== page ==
The recent release of convicted Crimean Tatar leaders Ilmi Umerov and Akhmet Chiygoz marks the first release of political prisoners this year. The official number of hostages freed from the Donbas this year also accounts to two civilians, though volunteer groups who work quietly outside of the Minsk process have had more frequent successes. Officially, there are still 152 hostages and 404 missing in the Donbas and at least fifty political prisoners in Crimea and Russia.
Hostage exchanges are negotiated in Minsk where the sides, mediated by Russia and the OSCE, verify captives, agree on the lists, and set release dates. Although the verification seems completed, negotiations have been stalled for over a year as the negotiators are stuck debating the number of hostages to be added to the final exchange list. The separatists want 600 of their people returned. Ukraine, however, is reluctant to meet this demand, arguing that not all of them are qualified since some committed serious crimes unrelated to the war, while others do not want to go back. Hence, Ukraine wants these people removed from the list. In some cases, Ukrainian prisoners are claimed as citizens of the Donetsk and Luhansk republics or of Russia, which halts any negotiations for these individuals.
Photos: activists, relatives of Ukrainian political prisoners in Russia and prisoners of war in Donbas urge government leaders to work more towards facilitating their release at a meeting of the EU-Ukraine summit in Kyiv on 13 July 2017. Photos: Oleh Bogachuk, censor.net.ua
Although the government calls for an immediate release of all hostages, it’s offering the separatists to do partial exchanges of those individuals who didn’t commit serious crimes. Kyiv proposed to return 313 individuals to the separatists in exchange for 88 Ukrainian hostages. But, the offer has gone unanswered for two months. The separatists insist that there should only be the all-for-all exchange stipulated in the Minsk II agreement and demand Kyiv to add about 60 of their people, claiming that 80 percent of Ukrainians whom they included in the list are also accused of committing serious offenses.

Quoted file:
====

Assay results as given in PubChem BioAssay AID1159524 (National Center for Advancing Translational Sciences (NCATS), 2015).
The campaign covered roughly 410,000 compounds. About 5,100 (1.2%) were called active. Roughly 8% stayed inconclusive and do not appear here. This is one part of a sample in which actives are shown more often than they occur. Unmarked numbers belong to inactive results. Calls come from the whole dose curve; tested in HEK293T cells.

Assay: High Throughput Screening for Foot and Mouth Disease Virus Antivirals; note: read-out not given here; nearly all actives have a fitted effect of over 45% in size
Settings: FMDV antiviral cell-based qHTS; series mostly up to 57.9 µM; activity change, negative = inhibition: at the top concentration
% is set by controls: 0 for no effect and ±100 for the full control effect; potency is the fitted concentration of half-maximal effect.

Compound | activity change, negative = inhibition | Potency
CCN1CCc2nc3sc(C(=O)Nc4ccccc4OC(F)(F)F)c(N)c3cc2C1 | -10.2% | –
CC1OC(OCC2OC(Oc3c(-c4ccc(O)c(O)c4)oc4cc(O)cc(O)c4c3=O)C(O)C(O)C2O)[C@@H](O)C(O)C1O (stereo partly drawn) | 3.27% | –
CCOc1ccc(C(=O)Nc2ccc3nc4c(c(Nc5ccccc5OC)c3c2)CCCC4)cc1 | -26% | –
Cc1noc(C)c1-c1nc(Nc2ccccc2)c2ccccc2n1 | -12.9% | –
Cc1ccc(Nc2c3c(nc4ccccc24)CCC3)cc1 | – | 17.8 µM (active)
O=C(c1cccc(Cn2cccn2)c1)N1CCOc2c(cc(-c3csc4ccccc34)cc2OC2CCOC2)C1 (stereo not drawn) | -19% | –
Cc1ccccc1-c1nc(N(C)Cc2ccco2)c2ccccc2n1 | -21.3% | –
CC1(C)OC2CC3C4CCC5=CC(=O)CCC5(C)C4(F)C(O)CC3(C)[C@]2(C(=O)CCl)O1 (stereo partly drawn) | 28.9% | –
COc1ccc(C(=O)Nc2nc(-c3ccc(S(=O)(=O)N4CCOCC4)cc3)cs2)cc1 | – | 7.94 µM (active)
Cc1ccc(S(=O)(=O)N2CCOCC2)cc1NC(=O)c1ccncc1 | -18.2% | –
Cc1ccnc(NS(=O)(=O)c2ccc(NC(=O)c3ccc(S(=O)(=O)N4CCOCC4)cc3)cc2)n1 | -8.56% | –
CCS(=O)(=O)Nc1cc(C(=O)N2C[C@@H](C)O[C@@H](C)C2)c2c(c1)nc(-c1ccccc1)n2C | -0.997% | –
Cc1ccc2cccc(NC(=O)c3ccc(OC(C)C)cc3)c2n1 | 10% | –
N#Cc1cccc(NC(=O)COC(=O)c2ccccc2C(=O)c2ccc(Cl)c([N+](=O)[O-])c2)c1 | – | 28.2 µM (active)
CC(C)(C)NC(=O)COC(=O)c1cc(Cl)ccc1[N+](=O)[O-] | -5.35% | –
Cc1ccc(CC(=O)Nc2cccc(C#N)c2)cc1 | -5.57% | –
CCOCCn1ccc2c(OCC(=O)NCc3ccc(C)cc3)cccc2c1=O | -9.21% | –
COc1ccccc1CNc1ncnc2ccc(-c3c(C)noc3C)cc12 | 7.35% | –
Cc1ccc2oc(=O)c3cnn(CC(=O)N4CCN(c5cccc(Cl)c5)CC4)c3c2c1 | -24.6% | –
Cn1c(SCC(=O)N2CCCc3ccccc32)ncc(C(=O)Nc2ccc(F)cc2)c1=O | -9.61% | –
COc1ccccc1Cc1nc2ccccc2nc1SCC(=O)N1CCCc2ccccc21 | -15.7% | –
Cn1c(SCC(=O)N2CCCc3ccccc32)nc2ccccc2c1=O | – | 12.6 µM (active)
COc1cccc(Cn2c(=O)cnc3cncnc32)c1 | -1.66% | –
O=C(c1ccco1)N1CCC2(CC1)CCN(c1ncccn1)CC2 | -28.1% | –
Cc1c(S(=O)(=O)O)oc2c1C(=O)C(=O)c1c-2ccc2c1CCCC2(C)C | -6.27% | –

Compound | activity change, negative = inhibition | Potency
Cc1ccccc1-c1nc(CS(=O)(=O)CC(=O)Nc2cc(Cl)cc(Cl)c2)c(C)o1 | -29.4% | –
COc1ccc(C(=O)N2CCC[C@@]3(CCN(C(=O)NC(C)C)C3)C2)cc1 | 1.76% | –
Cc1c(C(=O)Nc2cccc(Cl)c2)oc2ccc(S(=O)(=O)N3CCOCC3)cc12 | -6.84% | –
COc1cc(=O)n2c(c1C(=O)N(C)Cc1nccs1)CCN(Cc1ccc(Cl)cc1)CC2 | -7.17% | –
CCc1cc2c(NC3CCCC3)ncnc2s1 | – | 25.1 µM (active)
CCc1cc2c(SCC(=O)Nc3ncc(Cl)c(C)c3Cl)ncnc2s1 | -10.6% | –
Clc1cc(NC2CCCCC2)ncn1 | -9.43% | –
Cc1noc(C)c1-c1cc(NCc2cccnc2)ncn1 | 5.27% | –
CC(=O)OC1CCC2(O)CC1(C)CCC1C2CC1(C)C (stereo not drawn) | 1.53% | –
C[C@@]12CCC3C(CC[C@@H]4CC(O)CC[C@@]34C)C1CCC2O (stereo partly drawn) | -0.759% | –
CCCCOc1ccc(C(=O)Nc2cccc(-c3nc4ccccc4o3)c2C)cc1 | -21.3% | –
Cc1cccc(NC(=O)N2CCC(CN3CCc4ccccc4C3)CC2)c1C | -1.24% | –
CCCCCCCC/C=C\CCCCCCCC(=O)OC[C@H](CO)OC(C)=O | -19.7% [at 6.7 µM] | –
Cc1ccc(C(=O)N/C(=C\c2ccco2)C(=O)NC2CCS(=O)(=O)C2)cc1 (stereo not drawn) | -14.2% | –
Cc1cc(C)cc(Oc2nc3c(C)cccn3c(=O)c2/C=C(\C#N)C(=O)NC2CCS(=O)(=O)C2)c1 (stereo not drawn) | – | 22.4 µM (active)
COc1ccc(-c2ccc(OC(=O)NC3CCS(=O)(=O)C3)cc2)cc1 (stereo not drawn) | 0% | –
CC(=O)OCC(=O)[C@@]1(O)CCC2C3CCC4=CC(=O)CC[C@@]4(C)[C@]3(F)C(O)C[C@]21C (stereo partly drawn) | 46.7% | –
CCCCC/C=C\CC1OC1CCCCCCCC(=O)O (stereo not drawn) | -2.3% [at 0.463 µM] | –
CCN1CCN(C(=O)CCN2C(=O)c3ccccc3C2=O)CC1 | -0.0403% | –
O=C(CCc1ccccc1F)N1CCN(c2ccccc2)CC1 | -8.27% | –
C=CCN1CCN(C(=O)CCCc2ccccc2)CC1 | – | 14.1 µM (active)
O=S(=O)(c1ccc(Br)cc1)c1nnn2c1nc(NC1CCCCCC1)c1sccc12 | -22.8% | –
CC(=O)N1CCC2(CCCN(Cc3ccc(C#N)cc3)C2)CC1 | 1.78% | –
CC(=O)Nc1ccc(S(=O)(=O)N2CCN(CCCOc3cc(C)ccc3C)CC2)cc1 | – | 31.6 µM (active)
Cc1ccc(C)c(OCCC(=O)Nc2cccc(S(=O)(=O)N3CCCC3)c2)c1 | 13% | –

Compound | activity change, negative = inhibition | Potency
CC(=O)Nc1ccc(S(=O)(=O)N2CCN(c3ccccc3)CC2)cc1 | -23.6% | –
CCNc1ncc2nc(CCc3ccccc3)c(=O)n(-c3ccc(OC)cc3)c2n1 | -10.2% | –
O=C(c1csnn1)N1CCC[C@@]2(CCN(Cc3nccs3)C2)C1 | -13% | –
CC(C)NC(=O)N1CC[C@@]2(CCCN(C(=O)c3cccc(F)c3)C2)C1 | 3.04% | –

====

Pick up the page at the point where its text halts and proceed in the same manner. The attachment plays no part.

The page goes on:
The delays also give the FSB plenty of time to recruit or psychologically break hostages so that they can be used against Ukraine in the future or be exploited as bargaining chips in the pursuit of political goals.
Meanwhile, grieving families are exasperated by the lack of results from the Minsk meetings and criticize the government for not compromising. Some haven’t seen their loved ones for three years. When they tried in despair to directly contact the separatists, they were told to pressure the Ukrainian government in order to unlock the process. Together with human rights activists, they urge the government to keep politics out of the negotiations.
Since the point of the all-for-all exchange is part of the Minsk accords, the separatists also get to push for stipulated in the accords amnesty and greater legitimization of the republics through a special status for Donbas and local elections, thus making additional political preconditions for any large-scale exchange. For Ukraine, complying with such demands would contradict its national interests. As a compromise, the government has recently extended the law on the special status, which allows for elections, but only after Russia withdraws its troops and weapons and the separatists let international observers monitor the elections. The parliament is also considering a new reintegration law to officially declare Russia as an aggressor and recognize Donbas as occupied, which is supposed to strengthen Ukraine’s negotiation position in the prisoner exchange process.
There is also no effective coordination between Ukraine’s government and non-government sectors to provide lawyers, pass along parcels, or provide medical assistance. Although Ukraine’s Ministry of Foreign Affairs provides legal counseling for those held in Russia, it doesn’t independently negotiate exchanges or solve human rights problems and doesn’t deal with Crimea since that would de-jure recognize Crimea as Russian territory. These exchanges are done covertly at high levels of government through presidential pardoning.
In the case of Umerov and Chiygoz, Putin’s pardon has been classified, but their release underscores a paramount role the international pressure and solidarity played in their liberation.
The issue of prisoner release remains on the top agenda for the Ukrainian government. There is no easy solution to free these prisoners, and the problem will persist as long as Donbas is occupied and Crimea is annexed.
Since negotiations yield little results, Ukrainian diplomats are working hard to mobilize international pressure, calling on partners and friends to take a tougher stand on the Kremlin. While the West is helping to exploit avenues of pressure to secure the release of the Ukrainians, the Ukrainian government should also develop a stronger legal framework for prisoner exchanges and assign the proper legal status to all captives.
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